Last year, in the wake of the Barclays Libor revelations, Gary S. Becker, a Nobel Prize winner in economics, and Richard A. Posner, a leading jurist, in their blog posed the question: "Is Banking Unusually Corrupt?" They appeared to offer an affirmative answer to the question.
Becker observed that "a highly regulated industry that manages enormous sums of money is likely to attract more than the average number of individuals who are willing to cut corners and violate regulations and laws, and sometimes their own company's rules, in the attempt to make very large incomes for themselves."
Last month, following more recent disclosures of alleged manipulation of foreign exchange markets, William Dudley, the President of the Federal Reserve Bank of New York, likewise decried the "apparent lack of respect for law, regulation and the public trust" within some large financial institutions. He cited evidence of "deep-seated cultural and ethical failures at many large financial institutions."
Dudley could have easily been alluding to the self-styled "Bandits' Club" or "cartel" of foreign exchange traders working through electronic chat rooms. Or perhaps to a recently disclosed exchange between a Rabobank Libor submitter and a colleague: "Don't worry mate there's bigger crooks in the market than us guys!"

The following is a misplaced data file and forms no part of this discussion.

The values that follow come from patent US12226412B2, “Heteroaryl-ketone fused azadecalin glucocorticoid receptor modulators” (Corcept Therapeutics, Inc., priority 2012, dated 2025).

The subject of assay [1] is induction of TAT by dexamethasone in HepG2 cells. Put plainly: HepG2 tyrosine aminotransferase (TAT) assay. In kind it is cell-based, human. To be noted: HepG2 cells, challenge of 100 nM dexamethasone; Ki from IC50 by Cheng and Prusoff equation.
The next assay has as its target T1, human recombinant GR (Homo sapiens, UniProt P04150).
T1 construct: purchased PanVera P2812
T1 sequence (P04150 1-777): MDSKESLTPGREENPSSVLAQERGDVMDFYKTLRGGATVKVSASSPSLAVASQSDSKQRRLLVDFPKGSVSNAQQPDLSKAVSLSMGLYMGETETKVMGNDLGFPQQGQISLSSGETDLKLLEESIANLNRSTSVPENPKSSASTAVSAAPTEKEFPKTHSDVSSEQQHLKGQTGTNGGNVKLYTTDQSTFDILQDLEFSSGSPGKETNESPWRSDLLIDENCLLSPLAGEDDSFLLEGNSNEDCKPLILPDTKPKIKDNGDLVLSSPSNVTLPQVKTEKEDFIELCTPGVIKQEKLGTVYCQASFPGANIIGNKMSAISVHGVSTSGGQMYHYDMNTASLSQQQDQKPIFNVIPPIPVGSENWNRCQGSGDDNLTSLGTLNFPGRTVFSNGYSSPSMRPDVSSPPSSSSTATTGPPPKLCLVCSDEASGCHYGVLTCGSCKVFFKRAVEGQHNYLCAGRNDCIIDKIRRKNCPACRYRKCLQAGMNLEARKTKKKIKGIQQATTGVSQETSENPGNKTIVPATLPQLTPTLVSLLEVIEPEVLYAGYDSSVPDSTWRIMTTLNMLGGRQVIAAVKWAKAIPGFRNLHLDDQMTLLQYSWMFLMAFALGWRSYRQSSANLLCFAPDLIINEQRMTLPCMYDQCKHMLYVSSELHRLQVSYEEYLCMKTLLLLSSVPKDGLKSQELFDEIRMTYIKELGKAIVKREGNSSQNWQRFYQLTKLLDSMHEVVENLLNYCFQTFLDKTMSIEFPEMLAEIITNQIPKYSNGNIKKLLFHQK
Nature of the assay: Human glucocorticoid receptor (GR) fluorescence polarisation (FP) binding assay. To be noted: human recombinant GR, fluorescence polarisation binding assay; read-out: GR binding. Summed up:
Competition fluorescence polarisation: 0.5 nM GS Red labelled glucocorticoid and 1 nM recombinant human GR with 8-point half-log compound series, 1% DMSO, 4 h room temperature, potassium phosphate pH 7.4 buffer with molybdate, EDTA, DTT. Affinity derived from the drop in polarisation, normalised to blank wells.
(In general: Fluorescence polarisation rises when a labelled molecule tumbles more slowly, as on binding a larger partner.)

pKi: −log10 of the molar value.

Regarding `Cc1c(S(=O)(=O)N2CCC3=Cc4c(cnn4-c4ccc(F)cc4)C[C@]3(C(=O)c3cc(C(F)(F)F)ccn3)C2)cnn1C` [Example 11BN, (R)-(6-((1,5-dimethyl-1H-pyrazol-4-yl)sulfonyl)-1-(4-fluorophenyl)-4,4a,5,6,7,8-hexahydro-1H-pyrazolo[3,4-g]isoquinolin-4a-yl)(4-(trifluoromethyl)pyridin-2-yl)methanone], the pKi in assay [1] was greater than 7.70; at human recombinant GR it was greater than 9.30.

The alleged manipulation of Libor and pricing in other markets, such as foreign exchange and credit default swaps, have elicited statements of shock from regulators, legislators, editorial writers and senior management at banking institutions alike. Perhaps the biggest surprise is that these constituencies were surprised.
The banking industry has undergone a fundamental transformation in the last 30 years. It has moved significantly away from a relationship business to a transactional business and from a customer to a counterparty business model. One need not accept the hypothesis in the Becker-Posner blog to recognize that the transformation in the banking business model nonetheless represents a long-term shift with inherently higher compliance and legal risk than the traditional banking model.
Bankers Trust Company was one of the pioneers of this transformation. History records the outcome of its transformation. When the firm was sued in 1994 by Procter & Gamble in connection with a series of highly leveraged derivative transactions, the litigation discovery process revealed the internal workings of the Bankers Trust derivatives team. These revelations were shocking at least at the time. A derivatives trader was recorded on tape explaining to a colleague: "Funny business, you know? Lull people into that calm and then just totally [expletive deleted] 'em."
Other tapes recorded Bankers Trust employees regularly referring to the "rip-off factor" in their transactions with counterparties. The statements on the Bankers Trust tapes were every bit as cavalier as anything to be found in the Libor and foreign exchange emails or instant messaging. The medium may be different today, but the message is the same.